January 18, 2024

MEPs Adopt New Law Banning Greenwashing and Misleading Product Information

Angela Kenny

Angela Kenny

FoodCloud Communications Team

On the 17th of Jan 2024 the European Parliament overwhelmingly adopted a directive banning the use of misleading environmental information on product labelling (593 in favour, 21 against, 14 abstentions).  The purpose of the directive is to introduce specific rules in the EU to tackle unfair commercial practices that often mislead and confuse consumers and prevent them from making more sustainable consumption choices. The directive seeks to provide clarity specifically around a product’s circularity, such as its durability, its repairability and its recyclability.

The directive includes many measures including the banning of the use of general environmental claims like “environmentally friendly”, “natural”, “biodegradable”, “climate neutral”, “eco” or “green”.  Detailed specific claims will be permitted but evidence must be available to the general public to back up such claims. In addition only sustainability labels based on official certification schemes or established by public authorities will be eligible for use on products in the EU.

Producers will have to be much more specific in all product advertising once the directive comes into effect. For example, product marketing will no longer be allowed to state ‘made with recycled material’, thereby giving the impression that the entire product is made of recycled material, if in fact only the packaging is made of recycled material.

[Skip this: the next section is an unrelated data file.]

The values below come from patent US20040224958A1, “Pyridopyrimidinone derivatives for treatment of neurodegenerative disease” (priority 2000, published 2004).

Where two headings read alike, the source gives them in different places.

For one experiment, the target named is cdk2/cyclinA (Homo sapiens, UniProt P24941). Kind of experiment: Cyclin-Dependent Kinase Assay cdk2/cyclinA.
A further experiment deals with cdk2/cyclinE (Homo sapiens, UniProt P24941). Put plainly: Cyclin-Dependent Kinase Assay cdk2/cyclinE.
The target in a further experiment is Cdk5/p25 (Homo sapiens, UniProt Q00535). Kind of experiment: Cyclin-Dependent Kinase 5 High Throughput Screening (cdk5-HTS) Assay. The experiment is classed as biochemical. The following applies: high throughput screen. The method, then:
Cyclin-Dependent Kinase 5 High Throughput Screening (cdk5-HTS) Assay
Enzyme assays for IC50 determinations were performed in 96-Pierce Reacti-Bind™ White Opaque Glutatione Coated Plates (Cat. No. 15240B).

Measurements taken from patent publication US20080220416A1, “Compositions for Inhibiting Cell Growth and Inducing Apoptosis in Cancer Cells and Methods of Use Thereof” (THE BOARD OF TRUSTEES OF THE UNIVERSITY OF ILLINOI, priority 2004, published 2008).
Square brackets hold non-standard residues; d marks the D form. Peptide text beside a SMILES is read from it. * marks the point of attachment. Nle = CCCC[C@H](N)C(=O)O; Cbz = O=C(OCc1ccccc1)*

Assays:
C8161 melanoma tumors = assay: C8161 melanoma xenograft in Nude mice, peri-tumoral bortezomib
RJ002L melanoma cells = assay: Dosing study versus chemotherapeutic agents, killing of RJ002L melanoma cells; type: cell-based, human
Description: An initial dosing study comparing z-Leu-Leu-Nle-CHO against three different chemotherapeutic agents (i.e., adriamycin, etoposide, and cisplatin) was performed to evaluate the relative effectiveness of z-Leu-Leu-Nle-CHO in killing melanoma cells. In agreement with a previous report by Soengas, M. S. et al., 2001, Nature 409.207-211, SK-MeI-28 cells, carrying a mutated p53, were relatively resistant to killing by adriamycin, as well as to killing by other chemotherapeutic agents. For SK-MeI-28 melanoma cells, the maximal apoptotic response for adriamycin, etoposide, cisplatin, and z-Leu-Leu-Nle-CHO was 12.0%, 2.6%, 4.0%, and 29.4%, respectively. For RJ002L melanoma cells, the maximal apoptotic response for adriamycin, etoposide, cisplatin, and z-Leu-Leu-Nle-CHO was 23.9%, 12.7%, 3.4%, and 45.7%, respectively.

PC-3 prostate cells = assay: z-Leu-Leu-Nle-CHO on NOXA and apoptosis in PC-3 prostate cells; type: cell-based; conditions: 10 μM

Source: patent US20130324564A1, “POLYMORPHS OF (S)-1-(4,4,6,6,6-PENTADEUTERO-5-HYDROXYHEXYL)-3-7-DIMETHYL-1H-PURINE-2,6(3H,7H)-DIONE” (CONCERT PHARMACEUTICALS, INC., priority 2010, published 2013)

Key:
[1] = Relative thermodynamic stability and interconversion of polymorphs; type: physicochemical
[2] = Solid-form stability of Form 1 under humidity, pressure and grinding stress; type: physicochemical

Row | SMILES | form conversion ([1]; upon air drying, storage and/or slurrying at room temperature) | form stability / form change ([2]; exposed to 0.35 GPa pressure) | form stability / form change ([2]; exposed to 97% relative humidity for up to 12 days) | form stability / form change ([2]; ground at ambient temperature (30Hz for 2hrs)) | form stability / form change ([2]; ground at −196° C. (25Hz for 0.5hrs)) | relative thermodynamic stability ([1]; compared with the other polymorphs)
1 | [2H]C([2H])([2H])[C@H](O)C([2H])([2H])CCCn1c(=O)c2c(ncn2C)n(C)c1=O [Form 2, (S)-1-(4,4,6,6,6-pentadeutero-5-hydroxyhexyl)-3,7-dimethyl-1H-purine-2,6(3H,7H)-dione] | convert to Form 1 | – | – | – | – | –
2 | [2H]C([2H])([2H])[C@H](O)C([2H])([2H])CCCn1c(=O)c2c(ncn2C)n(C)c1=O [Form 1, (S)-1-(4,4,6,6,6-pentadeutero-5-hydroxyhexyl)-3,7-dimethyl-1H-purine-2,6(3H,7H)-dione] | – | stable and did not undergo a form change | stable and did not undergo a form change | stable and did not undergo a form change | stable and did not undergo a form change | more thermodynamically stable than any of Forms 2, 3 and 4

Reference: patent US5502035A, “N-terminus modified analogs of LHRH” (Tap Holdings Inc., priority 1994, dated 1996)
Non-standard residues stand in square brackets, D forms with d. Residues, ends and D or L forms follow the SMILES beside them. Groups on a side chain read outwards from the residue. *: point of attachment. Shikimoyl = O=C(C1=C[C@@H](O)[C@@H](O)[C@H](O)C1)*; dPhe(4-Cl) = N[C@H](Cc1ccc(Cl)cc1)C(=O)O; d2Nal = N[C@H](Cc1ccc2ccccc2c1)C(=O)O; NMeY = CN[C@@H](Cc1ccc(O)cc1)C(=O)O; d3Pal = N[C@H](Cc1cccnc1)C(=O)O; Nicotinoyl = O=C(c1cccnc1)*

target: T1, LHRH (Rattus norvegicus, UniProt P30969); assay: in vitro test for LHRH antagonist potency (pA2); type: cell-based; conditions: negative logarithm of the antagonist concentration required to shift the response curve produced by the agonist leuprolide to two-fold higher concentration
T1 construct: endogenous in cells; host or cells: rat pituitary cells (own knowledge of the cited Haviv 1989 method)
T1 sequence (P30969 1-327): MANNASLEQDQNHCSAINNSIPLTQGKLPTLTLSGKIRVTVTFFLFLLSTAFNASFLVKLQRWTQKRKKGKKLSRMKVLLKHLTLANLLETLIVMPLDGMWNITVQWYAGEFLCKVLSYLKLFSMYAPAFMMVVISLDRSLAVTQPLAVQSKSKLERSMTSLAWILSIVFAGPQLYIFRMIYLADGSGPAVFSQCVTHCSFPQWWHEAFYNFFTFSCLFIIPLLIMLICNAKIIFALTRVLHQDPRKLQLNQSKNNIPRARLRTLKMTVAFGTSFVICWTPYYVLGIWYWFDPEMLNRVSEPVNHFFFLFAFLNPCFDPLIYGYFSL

The directive also proposes a ban on advertising claims that a product has a neutral, reduced or positive impact on the environment through the use of emissions offsetting schemes. For instance, producers will no longer be able to claim that environmental actions such as tree planting in another part of the world has offset the emissions generated by the product's creation.. 

While the directive will also apply to food products, there is already a strict labelling regime in place in the EU around food standards, so the directive is unlikely to have as much impact in this area. For example, currently within the EU any food product labelled “organic’ must already comply with EU organic regulations and be certified by an approved body. 

The directive now needs to receive final approval from the European Council, after which member states will have 24 months to transpose it into national law. 

More information on the Empowering Consumers for the Green Transition Directive can be found here

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